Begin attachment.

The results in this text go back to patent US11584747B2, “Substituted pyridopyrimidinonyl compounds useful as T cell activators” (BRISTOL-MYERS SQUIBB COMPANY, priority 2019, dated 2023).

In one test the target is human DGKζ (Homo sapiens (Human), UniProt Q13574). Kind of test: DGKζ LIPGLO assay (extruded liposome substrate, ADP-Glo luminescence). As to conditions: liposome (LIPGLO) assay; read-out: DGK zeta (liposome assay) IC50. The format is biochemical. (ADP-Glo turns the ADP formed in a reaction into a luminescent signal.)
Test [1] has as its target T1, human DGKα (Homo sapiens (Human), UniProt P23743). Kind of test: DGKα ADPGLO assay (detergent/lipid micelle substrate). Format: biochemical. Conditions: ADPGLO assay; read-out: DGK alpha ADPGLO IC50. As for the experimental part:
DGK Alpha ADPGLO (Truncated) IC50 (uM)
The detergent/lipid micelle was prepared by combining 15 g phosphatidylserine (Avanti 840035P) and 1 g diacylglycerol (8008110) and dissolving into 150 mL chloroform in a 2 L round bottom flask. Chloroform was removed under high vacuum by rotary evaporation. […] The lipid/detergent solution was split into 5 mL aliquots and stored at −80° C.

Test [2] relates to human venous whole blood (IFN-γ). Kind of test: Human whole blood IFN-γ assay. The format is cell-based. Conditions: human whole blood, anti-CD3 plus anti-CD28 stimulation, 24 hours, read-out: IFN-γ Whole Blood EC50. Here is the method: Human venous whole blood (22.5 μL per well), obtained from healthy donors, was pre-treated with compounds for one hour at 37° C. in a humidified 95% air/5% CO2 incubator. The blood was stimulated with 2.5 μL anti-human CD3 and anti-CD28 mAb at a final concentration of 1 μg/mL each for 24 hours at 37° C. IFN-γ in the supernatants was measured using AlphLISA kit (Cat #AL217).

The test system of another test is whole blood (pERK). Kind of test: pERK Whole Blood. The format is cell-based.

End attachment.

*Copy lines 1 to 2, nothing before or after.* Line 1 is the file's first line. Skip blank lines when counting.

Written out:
The results in this text go back to patent US11584747B2, “Substituted pyridopyrimidinonyl compounds useful as T cell activators” (BRISTOL-MYERS SQUIBB COMPANY, priority 2019, dated 2023).

In one test the target is human DGKζ (Homo sapiens (Human), UniProt Q13574). Kind of test: DGKζ LIPGLO assay (extruded liposome substrate, ADP-Glo luminescence). As to conditions: liposome (LIPGLO) assay; read-out: DGK zeta (liposome assay) IC50. The format is biochemical. (ADP-Glo turns the ADP formed in a reaction into a luminescent signal.)